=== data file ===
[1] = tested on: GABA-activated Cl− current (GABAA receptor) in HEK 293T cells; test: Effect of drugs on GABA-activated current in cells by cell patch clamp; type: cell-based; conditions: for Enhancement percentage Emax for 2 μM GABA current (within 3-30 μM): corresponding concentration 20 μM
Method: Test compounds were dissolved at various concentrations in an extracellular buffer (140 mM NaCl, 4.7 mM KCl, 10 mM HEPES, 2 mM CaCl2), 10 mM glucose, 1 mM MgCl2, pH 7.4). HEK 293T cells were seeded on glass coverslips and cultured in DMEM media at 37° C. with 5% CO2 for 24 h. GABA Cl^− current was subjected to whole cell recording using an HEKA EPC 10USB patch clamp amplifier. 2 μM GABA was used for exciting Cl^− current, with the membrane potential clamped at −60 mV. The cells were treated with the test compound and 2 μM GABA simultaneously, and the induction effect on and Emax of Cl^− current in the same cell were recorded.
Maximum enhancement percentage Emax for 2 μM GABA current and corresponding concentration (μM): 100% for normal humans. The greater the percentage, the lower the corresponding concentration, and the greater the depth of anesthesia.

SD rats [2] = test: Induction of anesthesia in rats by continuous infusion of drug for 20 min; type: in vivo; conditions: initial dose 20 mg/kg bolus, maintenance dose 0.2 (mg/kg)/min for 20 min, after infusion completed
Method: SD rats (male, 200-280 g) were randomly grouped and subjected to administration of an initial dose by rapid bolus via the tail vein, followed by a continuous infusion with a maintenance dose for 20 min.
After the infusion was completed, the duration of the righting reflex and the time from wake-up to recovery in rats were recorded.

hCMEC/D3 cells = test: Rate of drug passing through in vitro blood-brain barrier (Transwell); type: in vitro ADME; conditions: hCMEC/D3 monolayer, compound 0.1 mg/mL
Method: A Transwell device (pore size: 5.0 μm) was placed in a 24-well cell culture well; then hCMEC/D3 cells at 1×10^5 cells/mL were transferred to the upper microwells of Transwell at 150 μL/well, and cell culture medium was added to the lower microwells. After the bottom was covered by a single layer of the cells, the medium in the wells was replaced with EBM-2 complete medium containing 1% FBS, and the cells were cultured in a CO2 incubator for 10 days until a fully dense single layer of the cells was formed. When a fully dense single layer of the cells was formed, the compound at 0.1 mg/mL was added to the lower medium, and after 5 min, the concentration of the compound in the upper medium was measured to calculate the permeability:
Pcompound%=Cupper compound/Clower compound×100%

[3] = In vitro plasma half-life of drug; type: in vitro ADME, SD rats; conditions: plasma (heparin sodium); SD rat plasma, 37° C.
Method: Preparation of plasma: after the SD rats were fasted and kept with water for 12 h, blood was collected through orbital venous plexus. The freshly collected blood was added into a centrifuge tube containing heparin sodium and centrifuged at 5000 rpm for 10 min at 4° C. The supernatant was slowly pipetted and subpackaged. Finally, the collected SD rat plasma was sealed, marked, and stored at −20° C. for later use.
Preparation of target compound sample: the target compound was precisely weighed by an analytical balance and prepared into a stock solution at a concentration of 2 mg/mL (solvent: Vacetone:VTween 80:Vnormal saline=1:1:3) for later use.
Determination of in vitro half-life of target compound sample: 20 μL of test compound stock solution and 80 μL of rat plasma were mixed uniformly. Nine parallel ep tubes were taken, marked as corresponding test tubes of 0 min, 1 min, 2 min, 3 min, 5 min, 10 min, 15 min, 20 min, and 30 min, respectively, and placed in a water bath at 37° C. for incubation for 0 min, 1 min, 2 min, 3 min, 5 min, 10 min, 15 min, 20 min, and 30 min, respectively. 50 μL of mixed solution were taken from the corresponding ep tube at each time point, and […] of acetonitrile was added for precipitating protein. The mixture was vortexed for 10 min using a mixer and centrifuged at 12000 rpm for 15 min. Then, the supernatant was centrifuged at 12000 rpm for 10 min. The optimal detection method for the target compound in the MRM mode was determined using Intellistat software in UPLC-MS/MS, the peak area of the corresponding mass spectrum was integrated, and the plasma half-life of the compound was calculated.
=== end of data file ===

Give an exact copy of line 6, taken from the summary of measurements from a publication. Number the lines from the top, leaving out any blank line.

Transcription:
After the infusion was completed, the duration of the righting reflex and the time from wake-up to recovery in rats were recorded.